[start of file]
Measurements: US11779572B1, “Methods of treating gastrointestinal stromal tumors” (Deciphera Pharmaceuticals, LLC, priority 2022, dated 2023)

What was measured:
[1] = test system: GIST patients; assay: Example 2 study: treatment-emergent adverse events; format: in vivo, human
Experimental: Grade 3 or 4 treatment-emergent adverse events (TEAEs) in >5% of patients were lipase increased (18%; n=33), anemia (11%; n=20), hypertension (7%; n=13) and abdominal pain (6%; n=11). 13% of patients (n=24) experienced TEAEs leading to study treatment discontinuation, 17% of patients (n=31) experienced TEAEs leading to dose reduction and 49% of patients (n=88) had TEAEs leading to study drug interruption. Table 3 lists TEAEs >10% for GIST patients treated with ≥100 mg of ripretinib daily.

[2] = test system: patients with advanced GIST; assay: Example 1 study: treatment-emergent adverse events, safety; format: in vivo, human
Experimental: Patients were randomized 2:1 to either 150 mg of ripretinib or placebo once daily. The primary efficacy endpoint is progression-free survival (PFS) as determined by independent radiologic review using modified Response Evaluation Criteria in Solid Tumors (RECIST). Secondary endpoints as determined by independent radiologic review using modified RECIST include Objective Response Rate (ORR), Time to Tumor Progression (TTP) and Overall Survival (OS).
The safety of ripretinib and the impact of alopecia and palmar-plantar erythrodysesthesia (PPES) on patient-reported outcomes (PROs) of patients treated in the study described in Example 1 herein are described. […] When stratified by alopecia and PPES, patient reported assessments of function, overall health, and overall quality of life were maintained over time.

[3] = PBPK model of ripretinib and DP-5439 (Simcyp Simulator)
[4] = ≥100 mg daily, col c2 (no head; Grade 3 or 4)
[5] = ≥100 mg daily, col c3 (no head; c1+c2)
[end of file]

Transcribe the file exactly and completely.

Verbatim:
Measurements: US11779572B1, “Methods of treating gastrointestinal stromal tumors” (Deciphera Pharmaceuticals, LLC, priority 2022, dated 2023)

What was measured:
[1] = test system: GIST patients; assay: Example 2 study: treatment-emergent adverse events; format: in vivo, human
Experimental: Grade 3 or 4 treatment-emergent adverse events (TEAEs) in >5% of patients were lipase increased (18%; n=33), anemia (11%; n=20), hypertension (7%; n=13) and abdominal pain (6%; n=11). 13% of patients (n=24) experienced TEAEs leading to study treatment discontinuation, 17% of patients (n=31) experienced TEAEs leading to dose reduction and 49% of patients (n=88) had TEAEs leading to study drug interruption. Table 3 lists TEAEs >10% for GIST patients treated with ≥100 mg of ripretinib daily.

[2] = test system: patients with advanced GIST; assay: Example 1 study: treatment-emergent adverse events, safety; format: in vivo, human
Experimental: Patients were randomized 2:1 to either 150 mg of ripretinib or placebo once daily. The primary efficacy endpoint is progression-free survival (PFS) as determined by independent radiologic review using modified Response Evaluation Criteria in Solid Tumors (RECIST). Secondary endpoints as determined by independent radiologic review using modified RECIST include Objective Response Rate (ORR), Time to Tumor Progression (TTP) and Overall Survival (OS).
The safety of ripretinib and the impact of alopecia and palmar-plantar erythrodysesthesia (PPES) on patient-reported outcomes (PROs) of patients treated in the study described in Example 1 herein are described. […] When stratified by alopecia and PPES, patient reported assessments of function, overall health, and overall quality of life were maintained over time.

[3] = PBPK model of ripretinib and DP-5439 (Simcyp Simulator)
[4] = ≥100 mg daily, col c2 (no head; Grade 3 or 4)
[5] = ≥100 mg daily, col c3 (no head; c1+c2)